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Three Keys to Broncos-Cowboys

ENGLEWOOD, Colo. --Division games are the most important. Any coach will tell you that. As the cliche' goes, they count double.

But right behind that in determining the course of a season -- starting with the division race -- are games against common opponents. Every game the Broncos play against the NFC East, starting with Sunday's duel with the Dallas Cowboys, qualifies when it comes to the AFC West.

Per the scheduling rotation, the AFC West is paired with the NFC East this year, which presents a stern challenge. Its teams went a combined 39-24-1 last year. The AFC West and NFC East were the only divisions in the NFL last season that saw three of their four teams finish with winning records.

The AFC West faces a stern challenge going up against the Cowboys, Giants, Redskins and Eagles. Of course, the same can be said of the NFC East taking on the Broncos, Chiefs, Raiders and Chargers, who went a collective 38-26 last season.

The 16 games played among the teams will go a long way toward determining the playoff participants in both conferences, beginning with Sunday's game in Denver and an early-afternoon duel between the Eagles and Chiefs in Kansas City.

Of course, our focus is on Broncos-Cowboys -- and the Broncos' keys to success as they try to break out to a 2-0 start for the third consecutive season.


The challenge the Broncos faced last week from the Chargers is doubled this week against Dallas' star-studded offensive line and running back Ezekiel Elliott, who leads the league in rushing yardage and ranks second in yards from scrimmage since the start of the 2016 season. Dallas is 8-0 when Elliott averages at least 5.4 yards per touch.

Denver's run defense came up big in Week 1; it heads into this week in the league's top third in yardage allowed per carry (2.9) and first-down rate (one allowed every 7.3 attempts). But Elliott and the Cowboys' three All-Pro offensive linemen will test the Broncos' front seven.

The key to defending Elliott?

"It's about discipline," Defensive Coordinator Joe Woods said. "He'll take it to the right, cut it the whole way back. He'll hit it anywhere in terms of what their zone-scheme run game is. That's what we've been preaching to the guys all week. Just be accountable in your gap, fit your gaps and just know that he is going to bounce the ball and get back."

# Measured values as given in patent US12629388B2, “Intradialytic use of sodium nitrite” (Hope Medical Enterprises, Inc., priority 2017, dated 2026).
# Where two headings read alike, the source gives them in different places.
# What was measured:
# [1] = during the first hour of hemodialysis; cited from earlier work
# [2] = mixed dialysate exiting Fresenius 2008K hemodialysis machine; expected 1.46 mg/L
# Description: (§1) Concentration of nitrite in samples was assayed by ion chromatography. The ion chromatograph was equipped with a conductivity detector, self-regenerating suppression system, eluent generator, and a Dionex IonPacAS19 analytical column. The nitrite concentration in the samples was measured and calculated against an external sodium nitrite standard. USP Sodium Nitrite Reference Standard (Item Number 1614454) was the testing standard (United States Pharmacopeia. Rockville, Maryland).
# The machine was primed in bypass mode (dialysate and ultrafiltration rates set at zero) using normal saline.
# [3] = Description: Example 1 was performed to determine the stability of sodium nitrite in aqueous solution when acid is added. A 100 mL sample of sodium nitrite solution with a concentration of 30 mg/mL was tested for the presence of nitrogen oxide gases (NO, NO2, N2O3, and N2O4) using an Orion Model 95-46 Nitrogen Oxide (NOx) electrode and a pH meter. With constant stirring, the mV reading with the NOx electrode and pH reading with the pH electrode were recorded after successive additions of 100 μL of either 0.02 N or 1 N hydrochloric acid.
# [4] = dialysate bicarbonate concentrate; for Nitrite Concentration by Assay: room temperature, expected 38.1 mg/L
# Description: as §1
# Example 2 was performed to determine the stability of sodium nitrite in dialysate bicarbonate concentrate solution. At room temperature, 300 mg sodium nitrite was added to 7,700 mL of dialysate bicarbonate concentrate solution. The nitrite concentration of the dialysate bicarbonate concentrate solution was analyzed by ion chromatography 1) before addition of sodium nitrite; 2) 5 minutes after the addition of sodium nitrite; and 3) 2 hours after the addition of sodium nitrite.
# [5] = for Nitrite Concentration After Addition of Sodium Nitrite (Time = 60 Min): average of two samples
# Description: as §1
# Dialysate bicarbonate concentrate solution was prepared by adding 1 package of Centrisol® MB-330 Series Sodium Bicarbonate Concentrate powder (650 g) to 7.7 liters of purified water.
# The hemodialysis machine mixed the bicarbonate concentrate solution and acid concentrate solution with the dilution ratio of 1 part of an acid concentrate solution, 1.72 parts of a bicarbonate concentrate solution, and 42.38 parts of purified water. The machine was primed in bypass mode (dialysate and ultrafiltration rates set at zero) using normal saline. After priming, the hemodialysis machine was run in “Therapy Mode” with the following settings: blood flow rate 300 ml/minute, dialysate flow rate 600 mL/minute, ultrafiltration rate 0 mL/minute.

With cornerback Orlando Scandrick ruled out because of a fractured hand, the Cowboys will again lean heavily on rookie Chidobe Awuzie and second-year veteran Anthony Brown, who started nine games last season.

The Cowboys absorbed heavy losses in free agency during the offseason. Four players who started a combined 39 games last year left in the offseason -- cornerbacks Brandon Carr and Morris Claiborne and safeties Barry Church and J.J. Wilcox. Despite those departures, Dallas' rebuilt defensive backfield held the New York Giants to just 4.83 yards per pass play in Week 1.

"They don't have the big-name guys, but they have guys that are playing hard," wide receiver Emmanuel Sanders said. "That's what you want as a coach. Sometimes big-time players are the ones that are lackadaisical, knowing they're good and you can catch them.

"Those guys that are trying to make a name for themselves, those are the dogs. That's what they have. They have a lot of hungry dogs. They have a lot of guys who want to make plays, that are playing physical and trying to be that Pro Bowl or All-Pro player. They're working that way to make name for themselves. I think that's what I'm seeing the most on film and that's what makes them so dangerous."


It's not that Dallas isn't capable of succeeding through the air. Second-year quarterback Dak Prescott has thrown just five interceptions in 18 career starts (including postseason) and is one of the league's most efficient quarterbacks.

But in those 18 starts, the Cowboys are 0-4 when at least 60 percent of their offensive snaps are passing plays, and they are 14-0 in all other games.

Every team wants to force the Cowboys to run; Joseph knows this. Accomplishing this has been difficult.

"That's everyone's plan going into the game, I'm assuming. But they run the ball so well. If you're in second-and-3 or third-and-3, there is no pressure on Dak to complete balls down the field," Head Coach Vance Joseph said.

"Dak does a great job. He's a young, poised quarterback. He's smart. He runs their system. You can't discredit Dak for what they do. He is in control of what they do and he's good at it. They're good at it. It's their system. They're really good at it. We have to find a way to make them uncomfortable."

Dez Bryant vs. Aqib Talib is just one matchup to watch when the Broncos host the Cowboys on Sunday.

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